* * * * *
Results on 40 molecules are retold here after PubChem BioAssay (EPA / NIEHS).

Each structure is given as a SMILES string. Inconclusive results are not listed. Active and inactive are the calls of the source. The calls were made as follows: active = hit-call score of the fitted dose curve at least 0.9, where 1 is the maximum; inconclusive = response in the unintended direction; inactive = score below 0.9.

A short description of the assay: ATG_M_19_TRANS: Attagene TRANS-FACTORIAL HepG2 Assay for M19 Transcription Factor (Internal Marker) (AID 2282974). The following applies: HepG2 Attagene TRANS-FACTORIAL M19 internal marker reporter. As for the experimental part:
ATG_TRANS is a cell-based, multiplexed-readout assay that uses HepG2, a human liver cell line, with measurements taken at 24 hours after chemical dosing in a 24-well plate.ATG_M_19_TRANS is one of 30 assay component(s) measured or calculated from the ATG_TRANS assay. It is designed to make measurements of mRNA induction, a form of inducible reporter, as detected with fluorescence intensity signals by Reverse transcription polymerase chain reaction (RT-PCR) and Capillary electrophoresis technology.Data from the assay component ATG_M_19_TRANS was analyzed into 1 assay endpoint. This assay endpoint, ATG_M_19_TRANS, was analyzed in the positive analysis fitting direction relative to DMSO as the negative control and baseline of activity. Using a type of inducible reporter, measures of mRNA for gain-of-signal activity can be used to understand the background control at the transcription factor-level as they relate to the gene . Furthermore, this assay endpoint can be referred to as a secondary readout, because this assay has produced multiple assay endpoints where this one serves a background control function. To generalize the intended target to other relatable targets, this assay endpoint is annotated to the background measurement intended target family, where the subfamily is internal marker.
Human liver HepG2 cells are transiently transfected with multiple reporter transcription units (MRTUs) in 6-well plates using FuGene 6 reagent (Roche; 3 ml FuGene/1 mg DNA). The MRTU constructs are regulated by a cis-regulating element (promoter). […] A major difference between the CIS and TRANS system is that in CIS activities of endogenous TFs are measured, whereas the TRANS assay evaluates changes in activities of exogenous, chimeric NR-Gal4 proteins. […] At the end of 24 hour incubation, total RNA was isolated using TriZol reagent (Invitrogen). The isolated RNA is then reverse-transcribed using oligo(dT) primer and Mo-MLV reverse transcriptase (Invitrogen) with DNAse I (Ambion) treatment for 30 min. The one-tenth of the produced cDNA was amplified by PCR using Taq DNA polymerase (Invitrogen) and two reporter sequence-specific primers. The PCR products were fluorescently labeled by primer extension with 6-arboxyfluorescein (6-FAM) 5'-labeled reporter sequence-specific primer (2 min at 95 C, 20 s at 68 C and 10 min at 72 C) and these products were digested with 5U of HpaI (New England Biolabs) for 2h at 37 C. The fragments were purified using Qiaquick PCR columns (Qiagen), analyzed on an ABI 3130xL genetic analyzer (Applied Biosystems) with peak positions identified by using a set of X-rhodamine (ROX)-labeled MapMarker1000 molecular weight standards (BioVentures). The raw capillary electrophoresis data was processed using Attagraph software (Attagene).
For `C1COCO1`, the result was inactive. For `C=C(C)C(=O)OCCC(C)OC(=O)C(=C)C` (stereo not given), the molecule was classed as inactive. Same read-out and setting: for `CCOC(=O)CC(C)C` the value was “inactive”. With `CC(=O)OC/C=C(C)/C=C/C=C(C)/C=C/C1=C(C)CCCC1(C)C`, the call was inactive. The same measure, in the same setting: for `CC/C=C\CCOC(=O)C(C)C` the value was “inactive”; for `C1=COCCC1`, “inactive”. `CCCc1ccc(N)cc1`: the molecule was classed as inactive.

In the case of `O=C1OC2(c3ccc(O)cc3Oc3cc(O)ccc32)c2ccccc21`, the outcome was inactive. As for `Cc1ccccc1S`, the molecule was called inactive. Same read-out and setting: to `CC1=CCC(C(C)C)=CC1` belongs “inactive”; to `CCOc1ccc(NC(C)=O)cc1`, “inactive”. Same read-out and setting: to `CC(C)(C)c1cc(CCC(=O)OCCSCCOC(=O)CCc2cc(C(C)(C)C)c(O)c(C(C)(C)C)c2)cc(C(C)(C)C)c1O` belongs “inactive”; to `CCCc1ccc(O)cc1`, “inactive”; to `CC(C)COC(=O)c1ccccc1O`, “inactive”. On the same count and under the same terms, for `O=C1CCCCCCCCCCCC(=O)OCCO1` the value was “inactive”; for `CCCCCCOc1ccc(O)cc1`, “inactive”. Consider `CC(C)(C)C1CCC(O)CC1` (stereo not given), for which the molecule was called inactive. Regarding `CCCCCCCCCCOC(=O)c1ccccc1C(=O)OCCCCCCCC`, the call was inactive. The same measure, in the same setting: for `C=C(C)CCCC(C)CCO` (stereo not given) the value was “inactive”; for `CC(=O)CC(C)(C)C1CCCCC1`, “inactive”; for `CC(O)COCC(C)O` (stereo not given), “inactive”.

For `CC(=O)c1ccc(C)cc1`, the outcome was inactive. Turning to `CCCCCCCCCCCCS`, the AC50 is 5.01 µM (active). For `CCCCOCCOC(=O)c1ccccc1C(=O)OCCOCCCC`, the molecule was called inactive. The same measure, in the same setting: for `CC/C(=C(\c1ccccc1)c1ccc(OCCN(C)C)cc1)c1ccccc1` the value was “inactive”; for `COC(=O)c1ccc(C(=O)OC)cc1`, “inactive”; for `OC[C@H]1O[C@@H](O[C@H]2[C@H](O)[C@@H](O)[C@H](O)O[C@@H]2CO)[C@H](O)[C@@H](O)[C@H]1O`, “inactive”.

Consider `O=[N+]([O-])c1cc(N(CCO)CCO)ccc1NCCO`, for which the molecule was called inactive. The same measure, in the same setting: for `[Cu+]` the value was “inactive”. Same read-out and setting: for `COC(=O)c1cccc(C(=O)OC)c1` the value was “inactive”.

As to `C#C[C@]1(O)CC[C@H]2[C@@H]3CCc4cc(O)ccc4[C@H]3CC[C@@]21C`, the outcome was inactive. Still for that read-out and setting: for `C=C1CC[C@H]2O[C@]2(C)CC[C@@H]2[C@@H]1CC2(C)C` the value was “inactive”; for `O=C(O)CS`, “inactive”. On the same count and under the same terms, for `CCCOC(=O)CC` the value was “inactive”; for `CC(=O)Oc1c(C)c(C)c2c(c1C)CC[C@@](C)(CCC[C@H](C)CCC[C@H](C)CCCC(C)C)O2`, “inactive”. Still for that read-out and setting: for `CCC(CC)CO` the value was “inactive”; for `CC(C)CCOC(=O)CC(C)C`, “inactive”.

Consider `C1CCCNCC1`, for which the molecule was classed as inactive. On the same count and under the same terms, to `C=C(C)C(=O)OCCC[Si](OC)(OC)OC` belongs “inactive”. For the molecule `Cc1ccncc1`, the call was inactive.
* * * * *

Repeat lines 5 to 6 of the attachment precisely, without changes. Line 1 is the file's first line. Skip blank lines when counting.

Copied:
Human liver HepG2 cells are transiently transfected with multiple reporter transcription units (MRTUs) in 6-well plates using FuGene 6 reagent (Roche; 3 ml FuGene/1 mg DNA). The MRTU constructs are regulated by a cis-regulating element (promoter). […] A major difference between the CIS and TRANS system is that in CIS activities of endogenous TFs are measured, whereas the TRANS assay evaluates changes in activities of exogenous, chimeric NR-Gal4 proteins. […] At the end of 24 hour incubation, total RNA was isolated using TriZol reagent (Invitrogen). The isolated RNA is then reverse-transcribed using oligo(dT) primer and Mo-MLV reverse transcriptase (Invitrogen) with DNAse I (Ambion) treatment for 30 min. The one-tenth of the produced cDNA was amplified by PCR using Taq DNA polymerase (Invitrogen) and two reporter sequence-specific primers. The PCR products were fluorescently labeled by primer extension with 6-arboxyfluorescein (6-FAM) 5'-labeled reporter sequence-specific primer (2 min at 95 C, 20 s at 68 C and 10 min at 72 C) and these products were digested with 5U of HpaI (New England Biolabs) for 2h at 37 C. The fragments were purified using Qiaquick PCR columns (Qiagen), analyzed on an ABI 3130xL genetic analyzer (Applied Biosystems) with peak positions identified by using a set of X-rhodamine (ROX)-labeled MapMarker1000 molecular weight standards (BioVentures). The raw capillary electrophoresis data was processed using Attagraph software (Attagene).
For `C1COCO1`, the result was inactive. For `C=C(C)C(=O)OCCC(C)OC(=O)C(=C)C` (stereo not given), the molecule was classed as inactive. Same read-out and setting: for `CCOC(=O)CC(C)C` the value was “inactive”. With `CC(=O)OC/C=C(C)/C=C/C=C(C)/C=C/C1=C(C)CCCC1(C)C`, the call was inactive. The same measure, in the same setting: for `CC/C=C\CCOC(=O)C(C)C` the value was “inactive”; for `C1=COCCC1`, “inactive”. `CCCc1ccc(N)cc1`: the molecule was classed as inactive.